Jeremy Corbyn has given his backing to striking train drivers on Southern Rail, calling on the Government to re-nationalise the service.
With commuters set for another week of travel misery as members of the Aslef union embarked on three days of industrial action in their dispute over driver-only trains, the Labour leader condemned the company's actions.
Asked on the BBC Radio 4 Today programme if he would join the picket lines, Mr Corbyn said: "Yes I would because I think Southern Rail have behaved in a terrible manner and the Government seem to be more interested in protecting Southern Rail despite its appalling service.
"I would want that franchise brought back into public ownership and the public sector. After all, we provide the rails, we provide the trains and they make the profits from running them."
Despite the prospect of more cancellations and delays, he insisted that many commuters affected by the strike would back his position.
"I think many people who are trying to commute in from Brighton are utterly fed up with Southern Rail and the way that it has behaved," he said.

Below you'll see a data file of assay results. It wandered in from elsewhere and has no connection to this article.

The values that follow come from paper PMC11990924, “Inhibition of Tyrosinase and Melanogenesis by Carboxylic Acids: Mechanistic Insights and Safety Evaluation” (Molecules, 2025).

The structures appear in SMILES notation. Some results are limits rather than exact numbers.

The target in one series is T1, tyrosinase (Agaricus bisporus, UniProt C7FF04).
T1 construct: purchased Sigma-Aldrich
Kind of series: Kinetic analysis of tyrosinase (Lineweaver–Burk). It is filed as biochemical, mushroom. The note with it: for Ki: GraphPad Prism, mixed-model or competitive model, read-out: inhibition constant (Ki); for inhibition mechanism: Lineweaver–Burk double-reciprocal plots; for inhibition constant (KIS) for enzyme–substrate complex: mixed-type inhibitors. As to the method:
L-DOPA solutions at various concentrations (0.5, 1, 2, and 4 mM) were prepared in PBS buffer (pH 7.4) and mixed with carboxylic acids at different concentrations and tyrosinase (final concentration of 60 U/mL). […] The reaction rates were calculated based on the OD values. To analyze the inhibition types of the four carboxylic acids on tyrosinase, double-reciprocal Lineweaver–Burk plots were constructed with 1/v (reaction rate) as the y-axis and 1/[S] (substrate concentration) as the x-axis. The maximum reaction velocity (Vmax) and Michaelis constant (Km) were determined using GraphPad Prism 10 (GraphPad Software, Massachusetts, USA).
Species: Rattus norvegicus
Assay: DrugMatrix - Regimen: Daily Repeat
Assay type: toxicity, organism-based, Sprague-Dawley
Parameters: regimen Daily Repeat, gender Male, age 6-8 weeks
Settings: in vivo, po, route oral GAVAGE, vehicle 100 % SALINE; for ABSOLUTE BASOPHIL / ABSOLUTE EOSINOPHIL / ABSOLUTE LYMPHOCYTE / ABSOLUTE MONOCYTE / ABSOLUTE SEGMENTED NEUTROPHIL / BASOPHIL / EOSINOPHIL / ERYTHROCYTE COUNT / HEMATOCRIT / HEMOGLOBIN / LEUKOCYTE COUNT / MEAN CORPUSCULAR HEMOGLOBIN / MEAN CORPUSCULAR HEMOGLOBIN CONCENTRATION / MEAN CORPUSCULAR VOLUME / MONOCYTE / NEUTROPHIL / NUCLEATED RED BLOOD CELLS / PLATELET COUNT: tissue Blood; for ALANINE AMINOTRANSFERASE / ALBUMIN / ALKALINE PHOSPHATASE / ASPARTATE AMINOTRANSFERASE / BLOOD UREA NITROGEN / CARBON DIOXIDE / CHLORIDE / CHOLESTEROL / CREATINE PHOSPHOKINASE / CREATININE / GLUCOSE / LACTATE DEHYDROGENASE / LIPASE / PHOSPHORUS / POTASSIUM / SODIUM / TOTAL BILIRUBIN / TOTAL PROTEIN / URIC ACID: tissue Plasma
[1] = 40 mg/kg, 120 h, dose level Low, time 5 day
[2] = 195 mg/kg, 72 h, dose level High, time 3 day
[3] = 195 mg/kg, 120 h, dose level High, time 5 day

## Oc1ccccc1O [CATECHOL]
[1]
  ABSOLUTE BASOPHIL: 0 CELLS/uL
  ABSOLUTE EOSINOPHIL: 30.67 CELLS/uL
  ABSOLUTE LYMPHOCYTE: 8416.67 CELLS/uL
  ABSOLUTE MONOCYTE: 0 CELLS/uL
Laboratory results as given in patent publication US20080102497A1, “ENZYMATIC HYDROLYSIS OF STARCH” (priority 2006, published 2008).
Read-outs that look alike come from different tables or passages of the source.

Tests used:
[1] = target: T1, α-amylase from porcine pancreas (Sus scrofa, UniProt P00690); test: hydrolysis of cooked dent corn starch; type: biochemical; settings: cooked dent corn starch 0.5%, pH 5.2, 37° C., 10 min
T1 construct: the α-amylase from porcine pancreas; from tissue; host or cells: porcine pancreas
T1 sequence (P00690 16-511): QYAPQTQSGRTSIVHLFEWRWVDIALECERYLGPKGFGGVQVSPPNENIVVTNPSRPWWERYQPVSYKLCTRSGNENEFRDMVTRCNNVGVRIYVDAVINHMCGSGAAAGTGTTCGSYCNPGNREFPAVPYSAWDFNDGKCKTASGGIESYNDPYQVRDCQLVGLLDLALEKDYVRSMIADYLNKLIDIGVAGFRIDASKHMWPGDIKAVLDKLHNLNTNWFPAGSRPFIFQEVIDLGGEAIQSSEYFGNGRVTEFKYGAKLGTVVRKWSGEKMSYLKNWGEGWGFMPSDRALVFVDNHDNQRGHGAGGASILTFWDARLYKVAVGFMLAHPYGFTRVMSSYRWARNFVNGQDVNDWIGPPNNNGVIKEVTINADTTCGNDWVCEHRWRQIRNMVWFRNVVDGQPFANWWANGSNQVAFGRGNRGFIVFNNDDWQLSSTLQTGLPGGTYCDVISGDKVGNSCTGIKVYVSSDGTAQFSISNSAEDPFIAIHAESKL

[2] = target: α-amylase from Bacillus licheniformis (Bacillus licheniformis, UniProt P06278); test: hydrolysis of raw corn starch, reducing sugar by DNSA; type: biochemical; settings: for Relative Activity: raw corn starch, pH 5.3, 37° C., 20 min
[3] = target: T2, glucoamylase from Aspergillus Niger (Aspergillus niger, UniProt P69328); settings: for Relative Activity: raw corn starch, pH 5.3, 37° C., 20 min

"People in Brighton and elsewhere tell me how angry they are with Southern Rail and they want the public to intervene. It is up to Government to intervene now and take that franchise back into direct public ownership."
Following Monday's one-day strike on the London Underground, Mr Corbyn said he believed negotiations between Transport for London (TfL) and the unions should have continued.
However he said it was now up to TfL to come forward with a fresh offer to end the dispute over manning levels at Tube stations.
"The strikes have taken place because there was a failure to agree," he said.
"I think what should have happened was a continuation of the negotiations and another offer made by TfL.
"Now we have had the one day of strike, the union has shown its determination to pursue this. I would hope there would now be an agreement on this."